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Energy CostsIN CHARLOTTEMarch 8, 2022by AndrewHow to Prevent Clothes Dryer Fires

Doing laundry doesn’t seem like a possible hazard to your home or family, but dryer fires are a real thing. Dryers cause more than 15,000 structure fires, 400 injuries, about 30 deaths and about $200 million in property losses a year. How do you prevent clothes dryer fires?

What Leads to a Dryer Fire?

A dirty dryer is the most usual reason for a fire. Lint can build up, collect, heat up, get stuck and catch fire in a heating element or duct. A lint trap is very useful, but not a perfect method for filtering and collecting all the lint and dust.
Another complicating piece is more washers and dryers are being put in spots or rooms other than a basement. This commonly means dryer vent ducts have to be longer. Often, the longer ducts have more turns and angles to them, leading to more places lint or debris can gather, or more chances a duct could crack, kink or get dirty.

Tips to Prevent Dryer Fires

  • Clean the lint – You should clean the lint filter before every time you run the dryer. You should clean out the vent pipe frequently to decrease the risk of fire and improve the overall efficiency of the machine.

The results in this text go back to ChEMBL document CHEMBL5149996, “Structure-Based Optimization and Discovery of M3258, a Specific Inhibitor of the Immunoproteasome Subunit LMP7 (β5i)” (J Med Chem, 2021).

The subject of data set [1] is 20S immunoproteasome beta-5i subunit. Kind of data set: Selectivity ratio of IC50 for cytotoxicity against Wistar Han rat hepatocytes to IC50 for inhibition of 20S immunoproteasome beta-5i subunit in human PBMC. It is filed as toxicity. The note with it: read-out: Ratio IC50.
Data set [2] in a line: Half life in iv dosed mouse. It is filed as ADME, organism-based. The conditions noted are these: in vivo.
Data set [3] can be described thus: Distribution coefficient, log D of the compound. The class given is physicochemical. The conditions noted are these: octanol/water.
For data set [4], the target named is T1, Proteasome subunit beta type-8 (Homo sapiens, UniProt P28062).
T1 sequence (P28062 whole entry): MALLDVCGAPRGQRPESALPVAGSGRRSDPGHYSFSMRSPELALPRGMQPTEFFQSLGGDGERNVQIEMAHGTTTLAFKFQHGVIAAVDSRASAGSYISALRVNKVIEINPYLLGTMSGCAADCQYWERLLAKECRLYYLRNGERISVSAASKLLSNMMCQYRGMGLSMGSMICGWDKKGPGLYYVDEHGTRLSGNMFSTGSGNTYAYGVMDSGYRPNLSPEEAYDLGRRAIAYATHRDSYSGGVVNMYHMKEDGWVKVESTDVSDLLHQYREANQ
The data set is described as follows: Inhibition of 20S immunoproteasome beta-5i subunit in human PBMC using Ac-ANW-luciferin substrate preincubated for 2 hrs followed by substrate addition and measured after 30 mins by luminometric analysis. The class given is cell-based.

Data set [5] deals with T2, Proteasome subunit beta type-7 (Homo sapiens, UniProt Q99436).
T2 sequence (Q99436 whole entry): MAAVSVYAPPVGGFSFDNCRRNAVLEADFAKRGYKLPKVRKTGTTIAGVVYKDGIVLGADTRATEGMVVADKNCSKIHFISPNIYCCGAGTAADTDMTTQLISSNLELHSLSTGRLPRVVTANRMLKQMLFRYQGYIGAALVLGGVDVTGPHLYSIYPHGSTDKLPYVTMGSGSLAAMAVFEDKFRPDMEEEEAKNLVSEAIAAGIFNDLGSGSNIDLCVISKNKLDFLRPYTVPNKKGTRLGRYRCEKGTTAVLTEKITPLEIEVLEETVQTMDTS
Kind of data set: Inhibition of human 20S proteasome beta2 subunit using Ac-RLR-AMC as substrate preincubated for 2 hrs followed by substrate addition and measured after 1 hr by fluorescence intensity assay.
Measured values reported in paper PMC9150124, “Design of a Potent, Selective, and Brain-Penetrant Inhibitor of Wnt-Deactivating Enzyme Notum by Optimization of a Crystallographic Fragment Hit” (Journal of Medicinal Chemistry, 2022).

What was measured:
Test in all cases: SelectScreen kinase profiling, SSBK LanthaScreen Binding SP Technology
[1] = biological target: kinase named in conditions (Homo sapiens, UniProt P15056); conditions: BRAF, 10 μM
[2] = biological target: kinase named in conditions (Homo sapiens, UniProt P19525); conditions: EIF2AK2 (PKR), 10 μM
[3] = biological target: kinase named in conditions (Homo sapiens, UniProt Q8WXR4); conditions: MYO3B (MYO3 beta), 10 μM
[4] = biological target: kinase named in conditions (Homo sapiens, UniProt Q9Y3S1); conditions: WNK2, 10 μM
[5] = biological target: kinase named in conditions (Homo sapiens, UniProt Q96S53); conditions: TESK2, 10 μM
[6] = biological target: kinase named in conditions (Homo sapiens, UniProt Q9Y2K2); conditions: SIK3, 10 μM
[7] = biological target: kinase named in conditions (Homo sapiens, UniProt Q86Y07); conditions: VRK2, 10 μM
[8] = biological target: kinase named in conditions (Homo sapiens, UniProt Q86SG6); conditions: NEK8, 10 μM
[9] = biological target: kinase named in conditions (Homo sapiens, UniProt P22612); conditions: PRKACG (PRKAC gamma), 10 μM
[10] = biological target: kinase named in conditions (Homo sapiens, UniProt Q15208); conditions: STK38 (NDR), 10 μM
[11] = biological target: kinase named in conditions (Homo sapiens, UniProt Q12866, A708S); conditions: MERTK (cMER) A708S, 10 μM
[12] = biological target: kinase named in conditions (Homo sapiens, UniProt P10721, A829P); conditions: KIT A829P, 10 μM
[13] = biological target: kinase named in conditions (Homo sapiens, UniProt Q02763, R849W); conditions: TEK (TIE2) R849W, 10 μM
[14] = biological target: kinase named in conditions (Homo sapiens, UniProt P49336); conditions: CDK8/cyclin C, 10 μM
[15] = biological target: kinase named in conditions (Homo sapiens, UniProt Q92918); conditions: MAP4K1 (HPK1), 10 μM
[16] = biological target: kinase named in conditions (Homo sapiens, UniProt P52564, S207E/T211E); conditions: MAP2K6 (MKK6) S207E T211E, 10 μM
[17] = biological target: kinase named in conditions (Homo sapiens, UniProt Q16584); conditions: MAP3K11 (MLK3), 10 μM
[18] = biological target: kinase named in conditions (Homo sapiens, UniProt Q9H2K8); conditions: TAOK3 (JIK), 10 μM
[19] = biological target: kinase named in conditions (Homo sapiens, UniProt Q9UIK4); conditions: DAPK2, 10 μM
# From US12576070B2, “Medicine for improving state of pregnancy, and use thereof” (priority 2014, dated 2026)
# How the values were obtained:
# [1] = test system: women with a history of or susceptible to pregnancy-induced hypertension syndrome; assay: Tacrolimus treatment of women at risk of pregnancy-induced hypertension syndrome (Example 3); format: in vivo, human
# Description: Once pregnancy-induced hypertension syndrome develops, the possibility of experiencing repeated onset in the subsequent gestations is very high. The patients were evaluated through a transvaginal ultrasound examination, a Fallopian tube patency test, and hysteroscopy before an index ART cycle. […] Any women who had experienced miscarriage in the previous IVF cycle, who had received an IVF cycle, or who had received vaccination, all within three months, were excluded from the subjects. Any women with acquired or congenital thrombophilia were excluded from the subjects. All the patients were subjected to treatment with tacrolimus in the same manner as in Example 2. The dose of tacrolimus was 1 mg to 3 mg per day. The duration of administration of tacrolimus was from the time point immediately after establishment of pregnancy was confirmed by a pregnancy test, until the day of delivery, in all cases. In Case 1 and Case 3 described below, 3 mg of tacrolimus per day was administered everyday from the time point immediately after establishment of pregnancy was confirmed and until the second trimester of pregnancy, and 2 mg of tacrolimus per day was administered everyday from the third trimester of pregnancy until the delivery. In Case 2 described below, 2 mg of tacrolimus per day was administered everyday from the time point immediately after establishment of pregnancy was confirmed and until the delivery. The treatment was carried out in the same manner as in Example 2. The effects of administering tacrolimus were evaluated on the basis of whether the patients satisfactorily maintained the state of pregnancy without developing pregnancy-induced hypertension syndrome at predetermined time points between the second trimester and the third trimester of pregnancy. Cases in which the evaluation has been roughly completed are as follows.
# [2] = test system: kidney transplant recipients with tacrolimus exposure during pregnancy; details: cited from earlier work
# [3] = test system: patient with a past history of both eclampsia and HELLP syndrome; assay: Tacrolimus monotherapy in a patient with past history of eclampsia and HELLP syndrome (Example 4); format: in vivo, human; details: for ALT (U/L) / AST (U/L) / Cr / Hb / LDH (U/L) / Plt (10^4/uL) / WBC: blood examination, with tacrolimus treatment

• Know where flammable stuff is – Move combustible or flammable material, cleaning supplies or liquids well away from the dryer. Keep the area around and under the dryer clean from dirt and trash.
  • Use the most caution with flammable liquids on clothes – Clothes or material with flammable liquids or chemicals should be washed two or more times. Then, it may be best to line or air dry them rather than use the dryer.
  • Put in a solid steel exhaust duct – Foil or plastic ducts are more likely to crack, sag or bend leading to lint or debris gathering and other potential problems. Metal ducts are more durable, more efficient and more likely to self-contain a spark or fire.